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Relief carving on an easel

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  • #16
    Gary Burns (TreeWizWoodcarvings) has a near-vertical easel that he stands in front of when he carves. He mostly uses rotary tools, and has several hanging by his easel. There's a small photo of him working at https://www.etsy.com/shop/TreeWizWoo...?ref=shop_sugg

    Claude
    My FaceBook Page: https://www.facebook.com/ClaudesWoodCarving/
    My Pinterest Page: https://www.pinterest.com/cfreaner/
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    My ETSY Shop: https://www.etsy.com/shop/ClaudesWoodcarving

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    • #17
      Lee Valley/Veritas has a massive tilting easel for relief carving. Very expensive, I think you are paying for the shipping weight! The angle is adjustable and the working deck rotates as well.
      Several First Nations carvers here in the Pacific Northwest work 36" - 48" cedar medallions for wall hangings in relief. They all use the same Veritas support.

      I looked into a 36" western red cedar circle, a glue up, 3" thick. Made my toenails curl at the price.
      I don't think I could ever stand up for long enough any more to use one. Maybe if I found some sort of a stool to sit on.

      I built a bench of threaded rod, bolts and 4x4 wood to do story poles. I can keep them from jumping around by using strap clamps. The short stuff can bump an adjustable 4x4 bulk head and a old automotive scissor jack on it's side is the pressure.

      Brian T

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      • #18
        Originally posted by Brian T View Post
        Lee Valley/Veritas has a massive tilting easel for relief carving. Very expensive, I think you are paying for the shipping weight! .....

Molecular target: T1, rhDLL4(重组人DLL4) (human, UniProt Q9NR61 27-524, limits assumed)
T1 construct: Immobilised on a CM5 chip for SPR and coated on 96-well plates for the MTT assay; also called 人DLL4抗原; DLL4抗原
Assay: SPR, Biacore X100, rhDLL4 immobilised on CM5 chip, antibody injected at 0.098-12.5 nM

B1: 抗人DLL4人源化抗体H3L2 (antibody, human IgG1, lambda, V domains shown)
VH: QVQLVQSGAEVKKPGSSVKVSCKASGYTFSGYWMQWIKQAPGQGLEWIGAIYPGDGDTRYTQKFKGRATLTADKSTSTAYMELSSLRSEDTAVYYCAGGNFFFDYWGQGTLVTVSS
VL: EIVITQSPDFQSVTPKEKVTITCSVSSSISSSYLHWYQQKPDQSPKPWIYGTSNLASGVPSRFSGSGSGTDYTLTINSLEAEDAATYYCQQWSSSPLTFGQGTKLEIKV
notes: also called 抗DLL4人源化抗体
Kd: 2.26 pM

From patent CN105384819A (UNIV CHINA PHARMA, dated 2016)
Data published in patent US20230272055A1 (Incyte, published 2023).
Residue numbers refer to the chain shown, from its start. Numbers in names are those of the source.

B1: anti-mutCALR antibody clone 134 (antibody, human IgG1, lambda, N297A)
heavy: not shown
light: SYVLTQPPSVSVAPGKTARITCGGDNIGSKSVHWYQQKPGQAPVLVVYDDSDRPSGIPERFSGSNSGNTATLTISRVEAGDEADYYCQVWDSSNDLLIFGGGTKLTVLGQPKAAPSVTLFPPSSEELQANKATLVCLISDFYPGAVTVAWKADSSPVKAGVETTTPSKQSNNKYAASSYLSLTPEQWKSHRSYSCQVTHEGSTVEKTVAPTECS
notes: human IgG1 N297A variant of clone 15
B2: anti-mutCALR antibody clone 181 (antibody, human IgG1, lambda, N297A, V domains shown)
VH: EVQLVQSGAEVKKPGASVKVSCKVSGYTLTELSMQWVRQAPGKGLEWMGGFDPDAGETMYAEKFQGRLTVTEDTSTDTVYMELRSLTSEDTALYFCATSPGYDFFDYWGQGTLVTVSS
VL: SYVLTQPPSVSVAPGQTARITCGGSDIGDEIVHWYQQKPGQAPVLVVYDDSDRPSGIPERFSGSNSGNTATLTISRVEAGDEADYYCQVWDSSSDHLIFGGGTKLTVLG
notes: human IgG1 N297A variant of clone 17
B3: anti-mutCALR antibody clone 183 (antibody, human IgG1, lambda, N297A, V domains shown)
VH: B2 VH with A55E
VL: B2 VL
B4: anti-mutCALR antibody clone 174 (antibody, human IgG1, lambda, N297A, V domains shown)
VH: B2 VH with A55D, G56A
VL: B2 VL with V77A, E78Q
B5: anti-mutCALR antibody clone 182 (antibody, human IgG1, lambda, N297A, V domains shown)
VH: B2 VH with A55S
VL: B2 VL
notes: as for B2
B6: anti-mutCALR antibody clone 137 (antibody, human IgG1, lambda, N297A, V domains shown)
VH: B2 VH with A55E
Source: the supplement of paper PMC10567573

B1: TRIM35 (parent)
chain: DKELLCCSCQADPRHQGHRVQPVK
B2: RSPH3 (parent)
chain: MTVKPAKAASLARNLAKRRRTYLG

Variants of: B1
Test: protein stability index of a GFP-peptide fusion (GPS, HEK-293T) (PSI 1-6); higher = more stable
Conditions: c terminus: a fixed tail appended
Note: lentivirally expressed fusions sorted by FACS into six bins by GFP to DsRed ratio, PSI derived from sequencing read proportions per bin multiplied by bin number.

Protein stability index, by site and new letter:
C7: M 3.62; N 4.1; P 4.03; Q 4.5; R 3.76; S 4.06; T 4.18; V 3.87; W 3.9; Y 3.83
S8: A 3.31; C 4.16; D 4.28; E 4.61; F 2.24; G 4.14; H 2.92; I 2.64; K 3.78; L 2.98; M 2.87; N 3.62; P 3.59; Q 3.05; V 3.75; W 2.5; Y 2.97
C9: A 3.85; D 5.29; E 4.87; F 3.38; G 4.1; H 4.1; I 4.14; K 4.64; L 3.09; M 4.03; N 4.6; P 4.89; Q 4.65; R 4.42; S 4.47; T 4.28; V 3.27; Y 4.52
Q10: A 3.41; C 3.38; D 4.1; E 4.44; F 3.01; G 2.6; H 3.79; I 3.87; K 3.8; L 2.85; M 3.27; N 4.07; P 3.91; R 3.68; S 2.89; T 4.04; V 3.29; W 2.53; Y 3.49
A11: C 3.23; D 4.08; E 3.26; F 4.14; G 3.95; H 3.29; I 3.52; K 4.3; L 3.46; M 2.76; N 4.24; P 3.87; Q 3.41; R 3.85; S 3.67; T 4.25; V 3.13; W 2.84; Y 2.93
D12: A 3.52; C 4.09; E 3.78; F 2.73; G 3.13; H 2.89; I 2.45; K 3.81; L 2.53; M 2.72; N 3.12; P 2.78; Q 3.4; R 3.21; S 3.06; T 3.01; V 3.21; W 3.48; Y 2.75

I don't think I could ever stand up for long enough any more to use one. Maybe if I found some sort of a stool to sit on.

        I built a bench of threaded rod, bolts and 4x4 wood to do story poles. I can keep them from jumping around by using strap clamps. The short stuff can bump an adjustable 4x4 bulk head and a old automotive scissor jack on it's side is the pressure.

        Unless you are 5 feet tall or shorter, the veritas is not a stand up bench. I sit at it on a kitchen counter stool (slightly shorter than a barstool). If you relief carve a lot, it's worth the cost.

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        • #19
          For me...all oil paintings and all relief carving and all carving are done flat on the table or floor. Easel type of work is made for someone who is standing, on a high stool, or needs to stand away from the work in order to see how it is going. I want to sit because the standing of any kind for long periods is hard on the back, knees and feet. Plus I major like working and sitting at a table. Depends on the person

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          • #20
            I vote for sitting. I just can't stand for hours doing some tedious fine shaving carving thing.
            I have tall rolling stool/chairs that came out of an old drafting business as they went to digital.
            All I have to do now is sweep enough chips away so the chair rolls and turns.

            That pole bench that you can see is low enough to put the carving at a good working level so I can bend over and push down with the tools. At the moment, I'm doing detail so the poles are up on the bench in my face.
            Brian T

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            • #21
              I utilize a carving sled clamped to the work bench. I prefer it flat, it is easier to use mallets and gouges on, and probably a lot safer. I prefer standing to work, I feel it keeps me more alert to the tasks at hand.

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              • #22
                Originally posted by Hooked on Carving View Post
                I utilize a carving sled clamped to the work bench. I prefer it flat, it is easier to use mallets and gouges on, and probably a lot safer. I prefer standing to work, I feel it keeps me more alert to the tasks at hand.
                Is that the same as a bench hook?
                Arthur

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